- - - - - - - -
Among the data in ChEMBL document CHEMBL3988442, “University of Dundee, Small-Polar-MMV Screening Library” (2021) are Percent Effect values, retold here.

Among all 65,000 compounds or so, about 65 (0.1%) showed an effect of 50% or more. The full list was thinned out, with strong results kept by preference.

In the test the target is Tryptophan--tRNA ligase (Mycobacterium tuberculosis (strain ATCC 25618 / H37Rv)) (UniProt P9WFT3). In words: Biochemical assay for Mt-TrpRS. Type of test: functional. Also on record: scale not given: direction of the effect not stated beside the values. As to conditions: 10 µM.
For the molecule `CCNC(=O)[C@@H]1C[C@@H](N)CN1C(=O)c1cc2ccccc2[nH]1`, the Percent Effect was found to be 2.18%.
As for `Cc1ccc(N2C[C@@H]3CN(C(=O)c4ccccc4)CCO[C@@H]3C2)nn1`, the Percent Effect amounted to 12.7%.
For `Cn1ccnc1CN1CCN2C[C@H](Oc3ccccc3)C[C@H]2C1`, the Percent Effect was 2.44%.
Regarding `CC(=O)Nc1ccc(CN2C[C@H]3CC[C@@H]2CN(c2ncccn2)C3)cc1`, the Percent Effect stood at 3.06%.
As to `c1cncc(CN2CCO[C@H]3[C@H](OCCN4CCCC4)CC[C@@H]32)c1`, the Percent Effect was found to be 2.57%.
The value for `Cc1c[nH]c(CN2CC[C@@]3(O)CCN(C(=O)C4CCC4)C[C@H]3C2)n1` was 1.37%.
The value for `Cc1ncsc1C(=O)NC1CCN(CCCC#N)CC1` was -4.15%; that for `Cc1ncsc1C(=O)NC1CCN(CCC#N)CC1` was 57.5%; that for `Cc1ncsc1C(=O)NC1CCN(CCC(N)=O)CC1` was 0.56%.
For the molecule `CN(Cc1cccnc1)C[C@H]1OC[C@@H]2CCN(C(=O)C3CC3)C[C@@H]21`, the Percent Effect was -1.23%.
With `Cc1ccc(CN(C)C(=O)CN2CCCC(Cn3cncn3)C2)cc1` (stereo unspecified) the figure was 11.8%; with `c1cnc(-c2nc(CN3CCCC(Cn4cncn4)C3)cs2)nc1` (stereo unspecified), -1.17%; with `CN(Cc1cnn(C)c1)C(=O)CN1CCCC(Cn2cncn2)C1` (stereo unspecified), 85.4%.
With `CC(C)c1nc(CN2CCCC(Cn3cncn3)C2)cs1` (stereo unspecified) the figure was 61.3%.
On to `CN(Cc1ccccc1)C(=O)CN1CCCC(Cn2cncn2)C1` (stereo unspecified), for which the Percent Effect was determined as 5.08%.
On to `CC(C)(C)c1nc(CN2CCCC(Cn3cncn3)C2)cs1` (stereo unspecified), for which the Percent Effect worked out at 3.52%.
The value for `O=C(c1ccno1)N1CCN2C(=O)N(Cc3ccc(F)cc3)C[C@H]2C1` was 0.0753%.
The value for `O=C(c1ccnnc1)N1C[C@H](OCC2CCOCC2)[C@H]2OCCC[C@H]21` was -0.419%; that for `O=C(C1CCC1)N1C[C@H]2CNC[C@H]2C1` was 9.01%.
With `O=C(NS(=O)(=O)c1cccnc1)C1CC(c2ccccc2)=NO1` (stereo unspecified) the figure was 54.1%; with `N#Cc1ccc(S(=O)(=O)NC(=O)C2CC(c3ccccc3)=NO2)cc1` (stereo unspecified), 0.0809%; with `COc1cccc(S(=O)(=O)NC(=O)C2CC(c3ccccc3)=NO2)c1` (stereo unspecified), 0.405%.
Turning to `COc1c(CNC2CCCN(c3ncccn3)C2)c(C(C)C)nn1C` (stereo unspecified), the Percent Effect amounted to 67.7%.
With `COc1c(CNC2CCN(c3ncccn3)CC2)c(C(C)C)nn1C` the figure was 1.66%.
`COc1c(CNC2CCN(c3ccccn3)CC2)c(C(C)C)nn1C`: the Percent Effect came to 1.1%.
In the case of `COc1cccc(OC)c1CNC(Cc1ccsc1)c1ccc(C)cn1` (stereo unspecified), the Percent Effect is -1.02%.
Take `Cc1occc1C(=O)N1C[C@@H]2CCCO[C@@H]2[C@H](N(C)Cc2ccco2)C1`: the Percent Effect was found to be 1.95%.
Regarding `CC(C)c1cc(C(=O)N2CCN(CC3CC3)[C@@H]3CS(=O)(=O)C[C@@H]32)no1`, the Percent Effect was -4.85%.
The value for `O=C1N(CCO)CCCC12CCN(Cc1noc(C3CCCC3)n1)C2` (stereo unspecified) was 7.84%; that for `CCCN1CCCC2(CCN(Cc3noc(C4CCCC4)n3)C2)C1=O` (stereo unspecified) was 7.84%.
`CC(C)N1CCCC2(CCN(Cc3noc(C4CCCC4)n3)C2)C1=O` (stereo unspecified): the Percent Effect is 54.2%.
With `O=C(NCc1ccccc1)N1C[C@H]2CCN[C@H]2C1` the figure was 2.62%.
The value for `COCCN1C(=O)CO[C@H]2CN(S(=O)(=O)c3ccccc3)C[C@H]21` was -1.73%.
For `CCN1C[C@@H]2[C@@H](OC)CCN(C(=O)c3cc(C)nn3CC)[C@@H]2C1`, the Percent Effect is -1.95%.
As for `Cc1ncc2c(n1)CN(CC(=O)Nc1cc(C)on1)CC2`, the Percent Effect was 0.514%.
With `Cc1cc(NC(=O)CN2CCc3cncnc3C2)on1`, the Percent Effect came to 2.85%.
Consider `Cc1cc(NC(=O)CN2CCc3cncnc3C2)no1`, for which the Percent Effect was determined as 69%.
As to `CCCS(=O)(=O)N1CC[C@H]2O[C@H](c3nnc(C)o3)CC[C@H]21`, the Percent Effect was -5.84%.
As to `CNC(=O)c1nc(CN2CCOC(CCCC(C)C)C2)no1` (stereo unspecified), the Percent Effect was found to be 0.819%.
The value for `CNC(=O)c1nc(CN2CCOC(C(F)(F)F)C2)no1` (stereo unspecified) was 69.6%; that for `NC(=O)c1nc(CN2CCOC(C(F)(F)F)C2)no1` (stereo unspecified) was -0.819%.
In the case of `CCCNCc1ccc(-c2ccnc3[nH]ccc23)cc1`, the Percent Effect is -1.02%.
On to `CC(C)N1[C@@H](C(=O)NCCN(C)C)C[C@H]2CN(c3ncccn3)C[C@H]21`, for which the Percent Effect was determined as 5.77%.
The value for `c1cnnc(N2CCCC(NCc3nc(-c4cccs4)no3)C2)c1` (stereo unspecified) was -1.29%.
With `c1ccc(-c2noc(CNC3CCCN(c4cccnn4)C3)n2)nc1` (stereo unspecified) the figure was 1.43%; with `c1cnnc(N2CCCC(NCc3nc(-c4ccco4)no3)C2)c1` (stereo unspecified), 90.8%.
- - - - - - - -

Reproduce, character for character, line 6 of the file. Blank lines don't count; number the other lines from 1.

For `Cn1ccnc1CN1CCN2C[C@H](Oc3ccccc3)C[C@H]2C1`, the Percent Effect was 2.44%.